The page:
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Solidarity Has No Nation

At the 2016 Jim Connell Red Flag festival in county Meath in May, SIPTU researcher Tish Gibbons delivered a powerful message on the importance of international workers solidarity.

In this decade of centenary commemorations, it’s no harm to remind ourselves of our pathetic attempts to provide homes for families – security of tenure for Wolfe Tone’s “men [and women] of no property”. Prior to independence we always had someone else to blame for the urban slums and tenements and the one-roomed bothán shared with livestock in rural areas.

We always had perfidious albion to blame – well think on because we don’t seem to have done too good a job on our own – the first Cumann na nGael administration focussed on owner-occupancy and introduced tenant purchase schemes priced out of the reach of those who needed housing most and which did nothing to clear the slums and tenements. Fianna Fáil built houses alright – tiny houses with large rents and later privatised what little public stock there was. All through our history, successive Irish governments found ways to deal with housing in so as to give profit to developers; interest to banks and working people’s hard-earned rent money to private landlords.

But James Connolly had warned us, hadn’t he? Remember exactly what he said… under the title ‘Let us free Ireland’, James Connolly spoke of those patriots “who won’t touch socialism”, and warned against changing merely the nationality of the ruling classes; all it would mean afterwards was that “you can go back to your slums same as before” and “you can go scraping around for the landlord’s rent or the money-lenders’ interest same as before”.

Meath native Jim Connell’s inspiration for The Red Flag came from a number of issues current at that time – the London Dock Strike of 1889 for one. These Dockers worked in horrendous conditions and lived in worse. Their pay was low even by the standards of their time; their contracts casual and precarious. One of the main points of contention was however the system of “call-on” – where dockers would assemble twice a day, usually in a shed, and bosses would come along and pick and choose which if any would get work that day, and who would also decide whether it would be one hour, or 5 or 12 – an early form of the zero hours or ‘if-and-when’ contracts many workers currently endure – yes over a century later, still an issue, still listening to the management mantra of ‘flexibility, flexibility, flexibility’ when what they really mean is ‘profit, profit, profit’.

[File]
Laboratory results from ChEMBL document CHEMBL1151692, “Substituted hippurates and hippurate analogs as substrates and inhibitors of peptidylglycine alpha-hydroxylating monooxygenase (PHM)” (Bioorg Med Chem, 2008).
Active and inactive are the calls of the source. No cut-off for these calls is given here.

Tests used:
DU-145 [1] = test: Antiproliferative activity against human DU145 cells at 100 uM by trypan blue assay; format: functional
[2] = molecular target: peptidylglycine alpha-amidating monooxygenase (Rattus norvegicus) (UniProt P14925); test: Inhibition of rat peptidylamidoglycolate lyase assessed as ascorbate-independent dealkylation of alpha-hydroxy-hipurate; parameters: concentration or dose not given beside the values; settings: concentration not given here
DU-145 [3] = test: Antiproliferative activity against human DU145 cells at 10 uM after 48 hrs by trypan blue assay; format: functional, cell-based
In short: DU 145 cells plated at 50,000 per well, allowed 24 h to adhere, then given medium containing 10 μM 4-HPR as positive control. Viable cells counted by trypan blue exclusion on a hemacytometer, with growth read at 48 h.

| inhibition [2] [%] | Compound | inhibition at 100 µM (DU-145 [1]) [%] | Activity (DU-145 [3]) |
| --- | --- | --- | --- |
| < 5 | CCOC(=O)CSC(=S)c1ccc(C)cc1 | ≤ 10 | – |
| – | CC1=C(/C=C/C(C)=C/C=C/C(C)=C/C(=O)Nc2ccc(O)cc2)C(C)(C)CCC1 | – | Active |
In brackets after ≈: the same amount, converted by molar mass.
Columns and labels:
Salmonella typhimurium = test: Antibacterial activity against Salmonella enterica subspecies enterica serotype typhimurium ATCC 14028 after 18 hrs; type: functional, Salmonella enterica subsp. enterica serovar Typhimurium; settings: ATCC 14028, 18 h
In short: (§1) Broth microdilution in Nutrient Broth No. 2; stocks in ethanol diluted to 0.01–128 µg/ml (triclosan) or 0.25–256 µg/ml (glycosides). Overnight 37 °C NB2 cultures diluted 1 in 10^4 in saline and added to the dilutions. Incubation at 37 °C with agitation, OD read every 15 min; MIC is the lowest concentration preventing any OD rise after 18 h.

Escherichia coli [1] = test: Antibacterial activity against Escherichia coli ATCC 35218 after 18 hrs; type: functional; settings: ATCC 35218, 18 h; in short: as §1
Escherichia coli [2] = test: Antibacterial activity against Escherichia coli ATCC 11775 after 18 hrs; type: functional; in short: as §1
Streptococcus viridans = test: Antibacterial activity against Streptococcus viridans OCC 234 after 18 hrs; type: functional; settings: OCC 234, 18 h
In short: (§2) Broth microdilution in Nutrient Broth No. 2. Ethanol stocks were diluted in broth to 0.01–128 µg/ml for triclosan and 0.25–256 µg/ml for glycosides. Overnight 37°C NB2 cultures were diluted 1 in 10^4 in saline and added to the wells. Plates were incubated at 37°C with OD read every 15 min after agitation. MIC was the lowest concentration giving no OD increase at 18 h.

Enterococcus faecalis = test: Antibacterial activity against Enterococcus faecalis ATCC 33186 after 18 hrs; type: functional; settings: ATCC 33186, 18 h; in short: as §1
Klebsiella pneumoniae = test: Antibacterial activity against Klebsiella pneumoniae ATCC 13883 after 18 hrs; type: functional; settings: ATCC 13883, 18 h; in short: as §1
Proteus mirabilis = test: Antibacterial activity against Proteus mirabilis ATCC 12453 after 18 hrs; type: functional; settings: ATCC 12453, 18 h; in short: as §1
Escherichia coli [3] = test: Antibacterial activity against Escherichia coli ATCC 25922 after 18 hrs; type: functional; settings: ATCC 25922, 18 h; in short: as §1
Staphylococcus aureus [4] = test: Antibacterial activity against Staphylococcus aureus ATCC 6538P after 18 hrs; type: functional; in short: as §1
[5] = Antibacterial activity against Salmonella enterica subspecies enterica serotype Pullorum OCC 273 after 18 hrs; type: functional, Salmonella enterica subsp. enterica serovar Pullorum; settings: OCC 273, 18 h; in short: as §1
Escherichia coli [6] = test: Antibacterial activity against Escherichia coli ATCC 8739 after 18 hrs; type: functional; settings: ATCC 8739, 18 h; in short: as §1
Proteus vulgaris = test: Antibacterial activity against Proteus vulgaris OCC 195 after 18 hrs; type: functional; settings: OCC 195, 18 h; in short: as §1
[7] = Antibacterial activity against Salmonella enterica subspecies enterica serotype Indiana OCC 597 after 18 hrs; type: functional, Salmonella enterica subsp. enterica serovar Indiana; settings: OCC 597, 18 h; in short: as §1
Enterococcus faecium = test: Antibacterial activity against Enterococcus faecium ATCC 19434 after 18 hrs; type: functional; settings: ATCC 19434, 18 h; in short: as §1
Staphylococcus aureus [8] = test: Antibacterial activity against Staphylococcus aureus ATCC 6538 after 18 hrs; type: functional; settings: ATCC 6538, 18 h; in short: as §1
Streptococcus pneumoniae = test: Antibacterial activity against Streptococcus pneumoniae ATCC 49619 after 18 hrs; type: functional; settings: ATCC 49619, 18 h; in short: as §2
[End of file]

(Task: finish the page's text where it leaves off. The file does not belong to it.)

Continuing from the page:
Jim Connell was also inspired by events in Chicago a couple of years earlier, when thousands of steel-workers went on strike on the first of May in pursuit of the eight-hour day. And we must note, a century and more later and despite all the progress we have made, that working time is still an issue for many, still an issue for care workers who are paid for the hours they spend with clients but not for travelling from one to another; still an issue for workers in the hospitality industry who are not paid cleaning up time and still an issue for truck drivers, hired on bogus self-employment terms who spend large parts of the day in unpaid queuing.

Let’s remind ourselves too that it was the centenary of the 1798 Rebellion which prompted Jim Connell to write his pamphlet ‘Brothers at Last’ – a call to Celt and Saxon, to Irish and English workers, to unite and stand together in face of the common enemy. And it is still a common enemy – whether we call it “call-on” or zero hours or if-and-when contracts; whether we call ourselves the precariat or the proletariat; whether we call them rackrenters or vulture capitalists; Moneybags or entrepeneurs; there’s nothing new, it’s the same issues we face and have been facing for 100 years and more.

But at least we face them together because there’s nothing new about our solidarity either – the London Docks Strike could not have continued without the financial aid sent by Australian dockers; in Ireland we’re acutely aware of the support of British trade unionists in 1913; we hope we made good on some of that during the miners’ strikes.

In this world gone mad, such class and trade union solidarity is essential.

The above is an edited version of Tish Gibbons speech at the Jim Conell Fesitval.

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